Pancreatic cancer is the 4th leading cause of cancer fatalities in the United States both in men and women, with an overall 5-year survival rate of only 3-5%. As the current therapies offer very limited survival benefits, novel therapeutic strategies are urgently needed to treat this aggressive disease. Given the close relationship between the endocrine and exocrine pancreas, a unique feature of the pancreatic microenvironment is the potential influence of locally produced insulin on pancreatic cancer cell development. Crosstalk between the insulin receptor and G protein-coupled receptor (GPCR) signaling systems plays a critical role in the regulation of many physiological functions and in the pathogenesis of a variety of abnormal processes, including cancer cell proliferation. Despite the biological and clinical importance of this receptor crosstalk, the molecular mechanism(s) involved remain poorly characterized. This R21 application (in response to RFA, entitled """"""""Pilot Studies in Pancreatic Cancer"""""""") is based on our recent findings showing that exposure of human pancreatic cancer cells to physiological concentrations of insulin rapidly enhances early cellular events, such as increase in [Ca2+]i elicited by Gq-coupled receptor agonists, including angiotensin II, bradykinin, bombesin and neurotensin. Using real-time imaging of changes in PtdIns(4,5)P2 hydrolysis and generation of Ins(1,4,5)P3 in single cells, we found that insulin enhances the rate and magnitude of these second messenger-generating responses. The insulin-induced potentiation of GPCR signaling is mediated through a rapamycin-sensitive, PI3- kinase/mTOR-dependent pathway. Our preliminary results also show that insulin and GPCR agonists synergistically stimulate DNA synthesis and anchorage-independent cell proliferation. We hypothesize that the potentiation of GPCR signaling by insulin through a mTOR-dependent pathway provides a mechanism by which insulin enhances the responsiveness of pancreatic cells to GPCR agonists, Metformin, a widely used drug for treatment of type 2 diabetes mellitus, negatively regulates mTOR function via AMPK activation. We hypothesize that metformin preferentially abolishes the crosstalk between insulin receptor and GPCR signaling. Indeed, preliminary results show that metformin inhibits the crosstalk between insulin receptor and GPCR signaling systems in Ca2+ signaling and DNA synthesis in human pancreatic cancer cells. Consequently, we propose to pursue two Specific Aims in this Grant application: 1) Characterize the mechanism(s) and growth-promoting effects of the crosstalk between insulin receptor and GPCR signaling in a panel of human pancreatic cancer cell lines;2) Characterize the inhibitory effects of metformin on the crosstalk between insulin receptor and GPCR signaling in vitro and in vivo. Given that metformin and rapamycin derivatives are FDA-approved drugs, these studies may pave the way for exciting and rapid translational research.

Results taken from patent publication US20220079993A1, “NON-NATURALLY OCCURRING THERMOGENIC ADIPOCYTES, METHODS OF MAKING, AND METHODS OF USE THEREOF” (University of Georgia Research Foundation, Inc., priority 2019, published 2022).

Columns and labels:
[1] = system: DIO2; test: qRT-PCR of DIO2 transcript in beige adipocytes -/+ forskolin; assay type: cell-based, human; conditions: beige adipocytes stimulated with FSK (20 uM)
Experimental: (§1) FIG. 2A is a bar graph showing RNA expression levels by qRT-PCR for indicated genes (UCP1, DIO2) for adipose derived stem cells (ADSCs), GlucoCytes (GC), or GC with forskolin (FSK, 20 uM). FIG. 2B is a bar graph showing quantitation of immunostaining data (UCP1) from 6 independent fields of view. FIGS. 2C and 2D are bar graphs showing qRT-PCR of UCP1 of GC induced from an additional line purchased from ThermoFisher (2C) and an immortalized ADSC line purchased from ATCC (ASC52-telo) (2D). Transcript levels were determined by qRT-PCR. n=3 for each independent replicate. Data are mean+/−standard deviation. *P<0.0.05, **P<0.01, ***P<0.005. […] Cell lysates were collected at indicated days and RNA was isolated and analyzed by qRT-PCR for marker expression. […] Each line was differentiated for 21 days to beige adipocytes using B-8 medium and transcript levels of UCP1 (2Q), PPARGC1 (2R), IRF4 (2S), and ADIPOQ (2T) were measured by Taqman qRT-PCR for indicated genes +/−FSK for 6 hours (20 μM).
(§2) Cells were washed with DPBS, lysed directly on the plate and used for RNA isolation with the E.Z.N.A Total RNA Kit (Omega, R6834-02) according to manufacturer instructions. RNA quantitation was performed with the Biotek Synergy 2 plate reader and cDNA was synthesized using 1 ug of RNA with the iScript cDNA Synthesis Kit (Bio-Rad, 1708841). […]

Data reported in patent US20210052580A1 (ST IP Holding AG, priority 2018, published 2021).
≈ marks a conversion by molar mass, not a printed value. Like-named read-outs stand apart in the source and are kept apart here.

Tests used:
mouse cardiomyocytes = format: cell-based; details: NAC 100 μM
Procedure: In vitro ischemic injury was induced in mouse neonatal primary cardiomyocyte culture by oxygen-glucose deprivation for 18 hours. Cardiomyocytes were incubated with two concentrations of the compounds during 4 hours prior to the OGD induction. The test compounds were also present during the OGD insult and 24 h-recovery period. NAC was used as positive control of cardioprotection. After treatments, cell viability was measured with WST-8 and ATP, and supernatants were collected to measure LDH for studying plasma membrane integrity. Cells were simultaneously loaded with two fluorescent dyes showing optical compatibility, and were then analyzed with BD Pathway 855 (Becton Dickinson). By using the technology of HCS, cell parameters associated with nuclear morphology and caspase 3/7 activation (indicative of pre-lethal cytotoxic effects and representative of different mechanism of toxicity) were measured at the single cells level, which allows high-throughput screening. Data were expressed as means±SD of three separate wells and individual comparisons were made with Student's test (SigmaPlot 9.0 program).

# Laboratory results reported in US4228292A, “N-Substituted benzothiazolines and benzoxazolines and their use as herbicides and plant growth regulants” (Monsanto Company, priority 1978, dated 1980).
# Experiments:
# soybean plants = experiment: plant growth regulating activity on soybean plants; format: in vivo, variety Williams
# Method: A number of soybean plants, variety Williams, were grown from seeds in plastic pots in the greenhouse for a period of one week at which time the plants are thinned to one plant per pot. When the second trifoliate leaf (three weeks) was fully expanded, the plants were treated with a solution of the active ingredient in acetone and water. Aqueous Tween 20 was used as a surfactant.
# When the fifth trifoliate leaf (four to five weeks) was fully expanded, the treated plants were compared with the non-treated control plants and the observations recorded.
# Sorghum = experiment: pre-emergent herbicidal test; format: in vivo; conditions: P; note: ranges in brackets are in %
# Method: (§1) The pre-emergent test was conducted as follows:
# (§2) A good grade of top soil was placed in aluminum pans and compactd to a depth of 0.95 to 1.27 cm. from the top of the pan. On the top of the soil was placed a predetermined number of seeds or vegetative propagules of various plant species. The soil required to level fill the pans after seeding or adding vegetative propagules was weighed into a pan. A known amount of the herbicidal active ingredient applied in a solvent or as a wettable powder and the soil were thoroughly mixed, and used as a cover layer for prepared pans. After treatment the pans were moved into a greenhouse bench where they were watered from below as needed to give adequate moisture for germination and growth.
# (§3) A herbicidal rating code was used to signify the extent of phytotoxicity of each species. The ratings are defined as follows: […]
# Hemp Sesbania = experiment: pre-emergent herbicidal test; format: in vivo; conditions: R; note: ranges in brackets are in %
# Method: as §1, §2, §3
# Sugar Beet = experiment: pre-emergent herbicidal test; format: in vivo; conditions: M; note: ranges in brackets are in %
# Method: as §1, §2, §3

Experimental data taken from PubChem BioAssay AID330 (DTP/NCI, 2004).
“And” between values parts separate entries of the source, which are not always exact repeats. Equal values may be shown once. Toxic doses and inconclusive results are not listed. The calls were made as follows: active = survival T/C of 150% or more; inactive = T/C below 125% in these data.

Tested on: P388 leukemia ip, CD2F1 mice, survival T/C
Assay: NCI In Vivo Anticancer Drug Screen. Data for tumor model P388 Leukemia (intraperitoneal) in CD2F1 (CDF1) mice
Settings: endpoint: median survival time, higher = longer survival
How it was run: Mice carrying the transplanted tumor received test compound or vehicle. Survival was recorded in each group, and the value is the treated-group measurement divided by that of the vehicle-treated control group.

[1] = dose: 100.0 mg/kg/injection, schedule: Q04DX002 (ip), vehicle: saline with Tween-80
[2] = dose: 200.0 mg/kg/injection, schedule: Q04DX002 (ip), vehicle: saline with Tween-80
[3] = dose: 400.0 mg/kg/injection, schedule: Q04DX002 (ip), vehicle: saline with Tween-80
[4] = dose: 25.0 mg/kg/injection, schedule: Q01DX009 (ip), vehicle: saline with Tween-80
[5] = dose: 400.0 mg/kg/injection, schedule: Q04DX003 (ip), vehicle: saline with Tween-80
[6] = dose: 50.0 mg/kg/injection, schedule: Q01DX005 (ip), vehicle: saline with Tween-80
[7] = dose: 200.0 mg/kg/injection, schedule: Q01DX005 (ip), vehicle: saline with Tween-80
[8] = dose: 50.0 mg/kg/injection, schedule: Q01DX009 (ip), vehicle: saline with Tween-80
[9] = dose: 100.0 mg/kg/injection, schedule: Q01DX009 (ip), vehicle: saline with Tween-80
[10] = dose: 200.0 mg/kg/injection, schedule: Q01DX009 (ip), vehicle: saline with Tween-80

Conditions that enhance insulin production in the pancreas, including obesity and early stages of Type II diabetes, increase the risk of pancreatic cancer. An exciting new result shown in this application is that metformin, a drug widely used in the treatment of type II diabetes, inhibits a novel crosstalk between insulin receptor and Gq-coupled receptor signaling, blocks the growth of human pancreatic cancer cells and thus, can provide a novel therapeutic strategy for pancreatic cancer.
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|Kisfalvi, Krisztina; Moro, Aune; Sinnett-Smith, James et al. (2013) Metformin inhibits the growth of human pancreatic cancer xenografts. Pancreas 42:781-5|
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|Young, Steven H; Rozengurt, Enrique (2010) Crosstalk between insulin receptor and G protein-coupled receptor signaling systems leads to CaÂ²+ oscillations in pancreatic cancer PANC-1 cells. Biochem Biophys Res Commun 401:154-8|
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